“When we joined YC, we had an event recommendation idea,” said Helen Belogolova of Venuetastic, an online network that connects venues with people looking for event space. “There's all this information out there on Facebook about people's interests and hobbies. And we thought, what if there was a great way to focus on these interests and connect the people who shared them?”
Belogolova explained that after gaining entrance to YC, “PG definitely urged us not to do it. He said people were lazy, and wouldn’t use [the service]. But we were stubborn.” After several weeks of testing, she said, “we came to our own conclusion -- the one that PG had come to automatically. People want to hear and know about events, but it’s a very passive interest.”
When Belogolova & Co. finally came up with the idea for Venuetastic, she recounted that “PG was cautious, but he said, Go try it, come back with proof -- proof that we were building something people needed and something people wanted.” Belogolova concluded, “If we hadn’t gone through that process, wouldn’t have come up with Venuetastic.”
The other fundamental, which follows from its mantra, is that YC chooses people, not necessarily business models.
“During my interview, Paul said, ‘Look ,what you have now is crappy -- but we like you,” said Daniel Gross, founder of Greplin, a search engine for personal files. Gross abandoned his initial business model, came up with a list of “20 others” and went to Graham seeking advice. When he pitched the idea for Greplin, Graham said, “That it seemed the most interesting. It feels like a problem that you’re personally having.”
“It’s very rare to see a product succeed if it didn’t come out of an actual need of the entrepreneur who created it," Gross acknowledged.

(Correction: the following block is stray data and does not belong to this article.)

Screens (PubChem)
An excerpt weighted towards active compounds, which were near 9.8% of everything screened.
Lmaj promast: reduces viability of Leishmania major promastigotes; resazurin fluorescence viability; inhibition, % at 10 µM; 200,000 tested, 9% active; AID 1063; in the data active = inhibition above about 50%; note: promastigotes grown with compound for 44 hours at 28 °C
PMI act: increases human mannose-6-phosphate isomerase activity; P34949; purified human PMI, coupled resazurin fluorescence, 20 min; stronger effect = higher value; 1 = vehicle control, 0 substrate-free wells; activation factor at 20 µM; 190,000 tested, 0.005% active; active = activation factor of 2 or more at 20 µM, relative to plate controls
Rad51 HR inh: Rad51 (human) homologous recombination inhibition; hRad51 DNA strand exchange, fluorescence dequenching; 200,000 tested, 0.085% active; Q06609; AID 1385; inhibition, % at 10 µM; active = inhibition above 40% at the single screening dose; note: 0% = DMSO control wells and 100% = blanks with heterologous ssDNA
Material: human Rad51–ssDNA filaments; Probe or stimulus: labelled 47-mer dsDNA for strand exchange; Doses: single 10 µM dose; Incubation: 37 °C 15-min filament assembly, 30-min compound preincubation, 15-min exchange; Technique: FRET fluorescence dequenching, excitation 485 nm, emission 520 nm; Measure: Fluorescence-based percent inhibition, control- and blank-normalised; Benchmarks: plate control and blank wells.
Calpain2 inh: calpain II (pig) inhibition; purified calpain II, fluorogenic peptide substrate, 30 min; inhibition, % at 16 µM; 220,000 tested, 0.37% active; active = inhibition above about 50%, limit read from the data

Darshan Shankar, the founder of Nowjs, a web infrastructure company, recounted that he joined YC as a 19-year-old UC Berkeley dropout. Shankar and his partners had developed an online shopping interface that had found some significant interest from investors right before they entered YC.
But, he recalled, “Paul was first person to question why we were working on shopping. He asked us why we were passionate about it.” Shankar and his partners, passionate about hacking more than anything else, “realized that while our product was interesting and the interface was cool, at the end of day, we didn’t really care about shopping. It was such a crucial question.”
Both Shankar and Gross exemplify a certain YC strategy: namely, bet on talented people to develop things they find personally useful. By Graham’s count, 94 percent of the time, the business will be a success.
Taggar explained that in addition to advice, guidance and strategy, YC also plays matchmaker between businesses and investors. “When YC companies need access to companies who wouldn’t otherwise talk to them, we help make deals. With Facebook, for example, YC startups get priority support,” he added.
All of which is decidedly useful, but perhaps, not what makes YC singular. Much like a top-tier university or a really great music producer, YC offers its startups a wholly supportive environment where they are encouraged to experiment, fail and, ultimately, innovate.
Though the sessions last only three months, and founders spend much of that time furiously at work on their businesses, YC participants all reiterated the closeness of their networks. “If I get an email from someone from YC, I’ll usually send a response within 24 hours,” said Ian Hogarth, the CEO of Songkick, a ticketing and information service.
“Y Combinator introduced me to my co-founder,” said Greplin’s Gross. “For what it’s worth, their network was effectively able to create this company.”
While YC can take credit for producing fruitful unions, Taggar underscored its role as a facilitator, finding those who might otherwise languish in the engineering department, and creating an environment where they can succeed as entrepreneurs.
“There's this idea of the 'born' founder," he said. "The truth is, founders -- even Steve Jobs hesitated as to whether he should have committed to Apple. Sergey [Brin] and Larry [Page] -- they could easily have remained in academia."
As Y Combinator would have it, the good ideas are out there. It's just a matter of helping people realize that they've had them all along.